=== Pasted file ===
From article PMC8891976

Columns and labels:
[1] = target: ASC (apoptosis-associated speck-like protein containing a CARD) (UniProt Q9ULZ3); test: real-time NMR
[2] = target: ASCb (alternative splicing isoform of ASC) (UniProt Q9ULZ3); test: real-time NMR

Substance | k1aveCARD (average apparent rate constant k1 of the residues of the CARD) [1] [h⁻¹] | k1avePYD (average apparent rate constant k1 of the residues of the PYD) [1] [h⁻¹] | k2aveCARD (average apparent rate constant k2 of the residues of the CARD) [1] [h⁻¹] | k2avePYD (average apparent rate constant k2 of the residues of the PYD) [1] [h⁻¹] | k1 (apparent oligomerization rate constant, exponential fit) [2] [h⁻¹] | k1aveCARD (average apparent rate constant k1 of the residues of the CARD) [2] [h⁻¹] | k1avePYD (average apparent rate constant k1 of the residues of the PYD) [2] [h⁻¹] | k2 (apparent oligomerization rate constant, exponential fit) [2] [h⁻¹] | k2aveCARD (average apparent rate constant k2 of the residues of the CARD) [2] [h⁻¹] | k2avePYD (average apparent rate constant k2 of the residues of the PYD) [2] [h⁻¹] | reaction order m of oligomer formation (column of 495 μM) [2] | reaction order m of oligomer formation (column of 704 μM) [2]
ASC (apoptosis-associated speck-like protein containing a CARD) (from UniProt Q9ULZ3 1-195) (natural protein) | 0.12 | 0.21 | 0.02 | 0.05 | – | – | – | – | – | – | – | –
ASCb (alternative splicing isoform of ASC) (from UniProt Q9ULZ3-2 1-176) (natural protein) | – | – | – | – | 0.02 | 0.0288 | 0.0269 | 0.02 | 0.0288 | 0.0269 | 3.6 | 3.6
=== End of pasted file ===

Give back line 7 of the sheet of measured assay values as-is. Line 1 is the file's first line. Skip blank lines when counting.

ASCb (alternative splicing isoform of ASC) (from UniProt Q9ULZ3-2 1-176) (natural protein) | – | – | – | – | 0.02 | 0.0288 | 0.0269 | 0.02 | 0.0288 | 0.0269 | 3.6 | 3.6